A little child caught taking a few coconuts from an estate to pay for a school activity is remanded - a poor woman caught selling some Ganja to feed her children is in remand (the mudalali who gave her the Ganja to sell in never touched) - young men only suspected of having been LTTE sympathizers arrested in a bus in Colombo, rot for years in Jail without being tried.
Now, what do we have - a group of criminals dressed as monks, never practising Seela, Samaadhi, Bhavana - leave alone having Pangna, who are caught on camera indulging in a violent attack on two shops and causing severe damage and absolute fear and bringing the Sangha into disrepute. They are merely warned and discharged after they have committed a non bailable offence in terms of the Penal Code and most important of all disgraced Buddhism, the Sangha and us.
Executive President Mahinda Rajapaksa, Minister of Justice Rauff Hakeem and the new Chief Justice must act now to save the Judiciary and the Justice system for we the people have suffered enough. We cannot let the Judiciary be humiliated.
The Judiciary continues to be very much the centre of debate and very much in the news still after the removal of the last Chief Justice, that issue has even been mentioned in Geneva and I thought I should recall the past to remind ourselves of what went before. It is indeed a very sad situation for us the people when Justice in our country becomes a matter of public debate both here and overseas.
However, the situation with regard to the Judiciary here is nothing new; I recall a statement by a former Justice of the Supreme Court which speaks for itself; Justice K.M.M.B. Kulatunge said, and I quote: “ The entire criminal justice system, perhaps with minor exceptions, is enveloped in corruption. It is corrupt at every level; if there is corruption at the pinnacle there can be no justice at the lower levels. Witnesses are afraid to give evidence lest they are murdered. Judges are so intimidated that they would fix anything to win favour with the party in power. Lawyers will arrange to have a case brought up on a Poya holiday so that the influential person involved can obtain bail.”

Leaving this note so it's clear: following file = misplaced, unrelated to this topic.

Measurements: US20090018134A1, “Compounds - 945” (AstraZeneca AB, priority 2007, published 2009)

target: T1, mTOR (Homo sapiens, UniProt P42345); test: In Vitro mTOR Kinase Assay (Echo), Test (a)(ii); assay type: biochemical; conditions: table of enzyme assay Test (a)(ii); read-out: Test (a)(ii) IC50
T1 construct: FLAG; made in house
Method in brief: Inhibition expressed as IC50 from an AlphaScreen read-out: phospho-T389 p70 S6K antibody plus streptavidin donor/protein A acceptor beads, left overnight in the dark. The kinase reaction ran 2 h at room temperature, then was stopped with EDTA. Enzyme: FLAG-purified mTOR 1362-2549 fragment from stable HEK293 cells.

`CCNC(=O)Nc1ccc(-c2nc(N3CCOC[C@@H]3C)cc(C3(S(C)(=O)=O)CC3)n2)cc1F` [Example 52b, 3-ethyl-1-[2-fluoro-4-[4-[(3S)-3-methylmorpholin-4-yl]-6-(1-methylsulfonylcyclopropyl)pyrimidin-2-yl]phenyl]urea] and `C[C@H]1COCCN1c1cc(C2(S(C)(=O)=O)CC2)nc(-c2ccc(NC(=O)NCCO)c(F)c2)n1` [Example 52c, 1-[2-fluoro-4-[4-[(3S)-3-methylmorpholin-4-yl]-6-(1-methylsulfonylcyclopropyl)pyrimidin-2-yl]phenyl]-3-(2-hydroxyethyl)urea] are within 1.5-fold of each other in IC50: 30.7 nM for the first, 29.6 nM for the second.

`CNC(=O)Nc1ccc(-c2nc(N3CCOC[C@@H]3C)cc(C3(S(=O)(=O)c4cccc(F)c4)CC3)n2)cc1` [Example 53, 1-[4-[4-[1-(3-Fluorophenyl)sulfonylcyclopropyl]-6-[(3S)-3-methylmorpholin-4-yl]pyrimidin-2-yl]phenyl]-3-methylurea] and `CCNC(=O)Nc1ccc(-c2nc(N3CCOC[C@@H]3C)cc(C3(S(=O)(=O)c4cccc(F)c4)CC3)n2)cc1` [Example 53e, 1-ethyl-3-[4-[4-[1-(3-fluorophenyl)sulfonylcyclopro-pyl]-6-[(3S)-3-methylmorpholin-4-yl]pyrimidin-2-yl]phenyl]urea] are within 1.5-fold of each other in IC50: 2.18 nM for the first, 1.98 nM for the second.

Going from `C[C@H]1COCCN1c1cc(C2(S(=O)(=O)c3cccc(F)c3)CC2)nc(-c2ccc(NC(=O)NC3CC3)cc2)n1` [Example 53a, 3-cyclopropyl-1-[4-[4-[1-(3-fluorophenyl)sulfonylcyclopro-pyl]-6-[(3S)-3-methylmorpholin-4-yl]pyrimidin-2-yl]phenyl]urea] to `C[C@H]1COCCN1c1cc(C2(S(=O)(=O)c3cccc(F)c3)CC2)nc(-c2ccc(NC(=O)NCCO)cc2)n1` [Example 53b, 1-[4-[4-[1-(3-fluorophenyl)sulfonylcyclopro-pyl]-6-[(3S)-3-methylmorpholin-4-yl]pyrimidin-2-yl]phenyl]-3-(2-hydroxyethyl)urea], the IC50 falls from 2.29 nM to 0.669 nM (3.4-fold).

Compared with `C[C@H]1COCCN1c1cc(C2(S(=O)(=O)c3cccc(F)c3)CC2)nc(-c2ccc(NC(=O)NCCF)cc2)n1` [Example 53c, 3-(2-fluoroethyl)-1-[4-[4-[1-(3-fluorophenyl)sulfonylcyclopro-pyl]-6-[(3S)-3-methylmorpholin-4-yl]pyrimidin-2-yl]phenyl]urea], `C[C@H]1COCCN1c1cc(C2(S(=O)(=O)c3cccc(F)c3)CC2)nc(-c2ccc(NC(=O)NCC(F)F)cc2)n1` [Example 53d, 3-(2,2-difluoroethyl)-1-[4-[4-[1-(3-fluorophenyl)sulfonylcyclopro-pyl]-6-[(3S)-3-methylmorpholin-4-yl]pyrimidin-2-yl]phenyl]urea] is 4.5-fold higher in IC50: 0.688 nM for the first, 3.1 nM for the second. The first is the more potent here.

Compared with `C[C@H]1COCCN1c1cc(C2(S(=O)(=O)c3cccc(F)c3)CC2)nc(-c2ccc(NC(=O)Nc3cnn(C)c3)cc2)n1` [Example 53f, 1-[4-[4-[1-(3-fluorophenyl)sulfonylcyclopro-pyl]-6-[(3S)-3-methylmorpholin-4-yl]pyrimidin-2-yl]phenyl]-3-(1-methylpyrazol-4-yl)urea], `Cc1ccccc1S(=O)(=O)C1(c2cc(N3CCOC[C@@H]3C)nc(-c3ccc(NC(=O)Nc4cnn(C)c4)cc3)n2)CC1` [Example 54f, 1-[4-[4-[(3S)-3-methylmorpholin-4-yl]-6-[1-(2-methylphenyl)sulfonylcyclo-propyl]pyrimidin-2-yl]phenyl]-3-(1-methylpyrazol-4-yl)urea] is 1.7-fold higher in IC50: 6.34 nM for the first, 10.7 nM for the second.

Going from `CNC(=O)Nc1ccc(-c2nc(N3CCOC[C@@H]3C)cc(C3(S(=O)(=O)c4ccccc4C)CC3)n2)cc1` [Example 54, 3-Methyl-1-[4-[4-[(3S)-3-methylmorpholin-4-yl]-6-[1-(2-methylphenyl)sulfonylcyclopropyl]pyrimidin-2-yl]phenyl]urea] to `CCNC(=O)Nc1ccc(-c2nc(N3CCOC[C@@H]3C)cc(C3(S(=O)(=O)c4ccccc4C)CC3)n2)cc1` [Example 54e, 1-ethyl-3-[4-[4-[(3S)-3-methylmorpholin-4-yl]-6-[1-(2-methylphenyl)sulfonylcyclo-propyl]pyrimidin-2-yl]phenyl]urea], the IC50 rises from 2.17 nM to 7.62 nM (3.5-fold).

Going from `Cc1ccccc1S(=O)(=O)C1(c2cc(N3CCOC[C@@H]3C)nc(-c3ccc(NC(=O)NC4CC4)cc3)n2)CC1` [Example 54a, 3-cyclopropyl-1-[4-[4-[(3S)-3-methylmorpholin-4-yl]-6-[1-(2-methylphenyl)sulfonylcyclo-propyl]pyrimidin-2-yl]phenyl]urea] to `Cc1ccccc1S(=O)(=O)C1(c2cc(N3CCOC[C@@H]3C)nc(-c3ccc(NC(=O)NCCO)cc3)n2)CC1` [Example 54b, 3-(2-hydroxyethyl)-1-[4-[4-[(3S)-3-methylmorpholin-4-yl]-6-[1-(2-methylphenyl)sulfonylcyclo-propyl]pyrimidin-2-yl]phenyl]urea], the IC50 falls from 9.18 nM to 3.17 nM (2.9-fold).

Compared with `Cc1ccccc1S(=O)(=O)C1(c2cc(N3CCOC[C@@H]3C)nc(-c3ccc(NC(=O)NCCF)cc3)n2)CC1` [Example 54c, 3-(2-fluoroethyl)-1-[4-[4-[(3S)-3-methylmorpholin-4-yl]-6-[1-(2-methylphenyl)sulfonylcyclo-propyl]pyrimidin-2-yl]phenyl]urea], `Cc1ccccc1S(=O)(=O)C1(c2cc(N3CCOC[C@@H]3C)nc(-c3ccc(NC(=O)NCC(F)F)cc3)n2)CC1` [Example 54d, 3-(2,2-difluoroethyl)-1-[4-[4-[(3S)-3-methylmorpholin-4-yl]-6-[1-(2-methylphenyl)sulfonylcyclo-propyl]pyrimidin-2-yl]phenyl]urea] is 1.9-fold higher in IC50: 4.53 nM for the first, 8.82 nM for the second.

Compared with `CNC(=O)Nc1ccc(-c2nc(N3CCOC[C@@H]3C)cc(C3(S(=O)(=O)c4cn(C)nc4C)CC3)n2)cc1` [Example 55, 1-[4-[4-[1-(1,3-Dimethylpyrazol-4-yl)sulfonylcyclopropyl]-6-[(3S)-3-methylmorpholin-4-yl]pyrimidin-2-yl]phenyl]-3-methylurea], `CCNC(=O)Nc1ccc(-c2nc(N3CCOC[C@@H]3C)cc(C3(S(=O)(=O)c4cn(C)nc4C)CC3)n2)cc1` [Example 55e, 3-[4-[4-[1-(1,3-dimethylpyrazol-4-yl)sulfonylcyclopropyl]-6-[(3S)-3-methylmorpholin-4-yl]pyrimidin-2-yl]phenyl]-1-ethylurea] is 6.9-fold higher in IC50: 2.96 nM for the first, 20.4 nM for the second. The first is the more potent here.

What a damning indictment on the Judiciary by a former Justice of the Supreme Court. Yes, the situation has been bad for many years and needs to be addressed on an urgent basis in our country’s interest.
I recall that a Commission of Inquiry – the Wadugodapitiya Commission with senior public servant Chandra Wickremasinghe and former IGP Frank Silva prepared a comprehensive report on the law and order situation and made reference to the criminal justice system and as is the practice in this country the report was never implemented (White ants who only benefitted from it). This was during Chandrika Kumaratunge’s Presidency but before that it was, during Mrs. Sirimavo Bandaranaike’s period as Prime Minister that Felix Dias Bandaranaike brought the new Administration of Justice Law.